Aug 2, 2017

Sectarian tensions are baked into the relationship

Our Expert Voices conversation on what comes next in Iran vs. Saudi Arabia.

The passing of Iran's supreme leader and the Saudi king represents a pair of known unknowns: leadership transitions that are long anticipated and carefully planned, but whose realization will provide rare openings for jockeying by domestic rivals, testing by external adversaries, and possibly even mobilization on the streets. Each ruling system is likely to survive, but only if leaders can manage an array of new challenges such as the sense of political entitlement among Iran's post-revolutionary generation, the fissures within the Saudi royal family, and the structural distortions that plague both economies.

The bottom line: The strategic competition and sectarian tensions between Riyadh and Tehran will almost certainly outlive the senior leadership of the two theocracies. Both engage in pan-Islamic posturing, but sectarian absolutism is baked into the ideology and institutions of Iran's Islamic Republic and the Saudi monarchy. New leadership won't be inclined or empowered to rise above it.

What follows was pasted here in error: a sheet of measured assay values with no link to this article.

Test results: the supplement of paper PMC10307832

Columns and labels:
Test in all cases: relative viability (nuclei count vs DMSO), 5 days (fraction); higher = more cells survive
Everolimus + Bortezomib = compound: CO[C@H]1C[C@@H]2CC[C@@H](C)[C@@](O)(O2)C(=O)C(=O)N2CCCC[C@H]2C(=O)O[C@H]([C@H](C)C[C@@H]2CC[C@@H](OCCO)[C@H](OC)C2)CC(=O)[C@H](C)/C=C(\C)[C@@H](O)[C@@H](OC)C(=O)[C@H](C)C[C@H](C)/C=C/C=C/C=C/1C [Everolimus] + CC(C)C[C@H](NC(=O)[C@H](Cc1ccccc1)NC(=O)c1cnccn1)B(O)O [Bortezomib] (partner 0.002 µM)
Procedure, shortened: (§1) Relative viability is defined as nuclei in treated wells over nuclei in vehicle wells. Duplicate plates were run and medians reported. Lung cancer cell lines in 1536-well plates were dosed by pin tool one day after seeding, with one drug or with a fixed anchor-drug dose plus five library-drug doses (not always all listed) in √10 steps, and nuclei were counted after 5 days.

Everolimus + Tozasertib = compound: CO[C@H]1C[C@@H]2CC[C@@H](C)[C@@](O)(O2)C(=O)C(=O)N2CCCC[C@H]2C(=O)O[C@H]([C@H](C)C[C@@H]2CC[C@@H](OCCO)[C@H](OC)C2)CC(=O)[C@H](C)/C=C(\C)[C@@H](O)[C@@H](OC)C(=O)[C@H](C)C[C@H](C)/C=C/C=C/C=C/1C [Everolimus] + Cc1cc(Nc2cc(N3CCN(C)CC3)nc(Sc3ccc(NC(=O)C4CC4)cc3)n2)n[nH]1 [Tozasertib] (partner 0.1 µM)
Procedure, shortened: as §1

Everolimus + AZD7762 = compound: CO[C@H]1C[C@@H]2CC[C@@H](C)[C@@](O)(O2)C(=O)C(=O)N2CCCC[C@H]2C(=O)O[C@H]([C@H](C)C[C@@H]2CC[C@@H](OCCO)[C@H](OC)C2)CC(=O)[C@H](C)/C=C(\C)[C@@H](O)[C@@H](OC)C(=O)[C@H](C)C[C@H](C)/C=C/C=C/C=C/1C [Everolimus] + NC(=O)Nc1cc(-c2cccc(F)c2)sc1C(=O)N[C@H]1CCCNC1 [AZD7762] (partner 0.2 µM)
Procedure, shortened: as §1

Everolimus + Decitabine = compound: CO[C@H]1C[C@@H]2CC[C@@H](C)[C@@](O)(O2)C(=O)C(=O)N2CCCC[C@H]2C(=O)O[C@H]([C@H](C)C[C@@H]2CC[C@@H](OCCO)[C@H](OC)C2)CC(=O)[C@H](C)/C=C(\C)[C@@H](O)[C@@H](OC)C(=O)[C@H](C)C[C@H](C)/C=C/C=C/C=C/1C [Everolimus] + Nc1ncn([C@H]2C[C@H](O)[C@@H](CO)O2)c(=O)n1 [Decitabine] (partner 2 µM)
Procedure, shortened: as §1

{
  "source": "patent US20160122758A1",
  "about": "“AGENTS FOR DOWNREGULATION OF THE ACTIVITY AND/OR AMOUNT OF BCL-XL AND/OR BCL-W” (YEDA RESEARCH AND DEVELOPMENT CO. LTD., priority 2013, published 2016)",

Other voices in the conversation:

Go deeper

Biden formally secures Democratic presidential nomination

Joe Biden speaks at Delaware State University's student cente on June 5. Photo: Jim Watson/AFP via Getty Images

Former Vice President Joe Biden became the formal Democratic presidential nominee on Friday evening, per AP.

The big picture: Biden has been the presumptive frontrunner to take on President Trump since Sen. Bernie Sanders suspended his campaign in early April.

Updated 7 hours ago - Politics & Policy

Coronavirus dashboard

Illustration: Sarah Grillo/Axios

  1. Global: Total confirmed cases as of 9 p.m. ET: 6,724.516 — Total deaths: 394,018 — Total recoveries — 2,996,832Map.
  2. U.S.: Total confirmed cases as of 9 p.m. ET: 1,894,753 — Total deaths: 109,042 — Total recoveries: 491,706 — Total tested: 19,231,444Map.
  3. Public health: WHCA president says White House violated social-distancing guidelines to make reporters "a prop" — Jailing practices contribute to spread.
  4. Sports: How coronavirus could reshuffle the sports calendar.
  5. Jobs: Better-than-expected jobs report boosts stock market.
  6. Media: The Athletic lays off 8% of staff, implements company-wide pay cut.

Scoop: German foreign minister to travel to Israel with warning on annexation

Heiko Maas. Photo: Michael Kappeler/picture alliance via Getty Images

German Foreign Minister Heiko Maas is expected to travel to Israel next week to warn that there will be consequences if Israeli leaders move forward with plans to annex parts of the West Bank, Israeli officials and European diplomats tell me.

Why it matters: Israeli and European officials agree that if Israel goes ahead with unilateral annexation, the EU will respond with sanctions.